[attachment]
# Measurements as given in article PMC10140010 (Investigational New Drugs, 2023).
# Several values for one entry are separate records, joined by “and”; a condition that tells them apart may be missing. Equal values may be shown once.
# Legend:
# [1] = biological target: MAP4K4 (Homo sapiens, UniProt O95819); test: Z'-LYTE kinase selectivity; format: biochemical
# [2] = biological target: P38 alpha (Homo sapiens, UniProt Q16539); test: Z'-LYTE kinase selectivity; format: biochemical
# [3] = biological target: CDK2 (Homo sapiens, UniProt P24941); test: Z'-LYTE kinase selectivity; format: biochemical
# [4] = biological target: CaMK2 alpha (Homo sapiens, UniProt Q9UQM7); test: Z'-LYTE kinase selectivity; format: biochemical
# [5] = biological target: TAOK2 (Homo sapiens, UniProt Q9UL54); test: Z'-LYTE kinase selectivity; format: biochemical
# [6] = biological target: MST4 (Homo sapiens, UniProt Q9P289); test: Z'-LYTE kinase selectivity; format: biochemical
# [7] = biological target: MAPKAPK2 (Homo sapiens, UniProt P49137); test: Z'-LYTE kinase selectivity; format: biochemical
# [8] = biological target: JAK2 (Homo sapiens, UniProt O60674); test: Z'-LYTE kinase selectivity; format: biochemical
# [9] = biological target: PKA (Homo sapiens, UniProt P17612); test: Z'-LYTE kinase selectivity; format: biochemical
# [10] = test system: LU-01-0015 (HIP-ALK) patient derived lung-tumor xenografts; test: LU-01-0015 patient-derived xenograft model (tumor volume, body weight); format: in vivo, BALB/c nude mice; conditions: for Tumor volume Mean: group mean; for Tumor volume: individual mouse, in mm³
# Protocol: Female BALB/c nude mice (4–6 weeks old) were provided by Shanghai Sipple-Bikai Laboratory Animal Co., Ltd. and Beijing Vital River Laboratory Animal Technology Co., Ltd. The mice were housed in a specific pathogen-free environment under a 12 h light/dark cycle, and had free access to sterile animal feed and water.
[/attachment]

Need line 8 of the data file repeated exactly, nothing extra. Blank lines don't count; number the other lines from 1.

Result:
# [5] = biological target: TAOK2 (Homo sapiens, UniProt Q9UL54); test: Z'-LYTE kinase selectivity; format: biochemical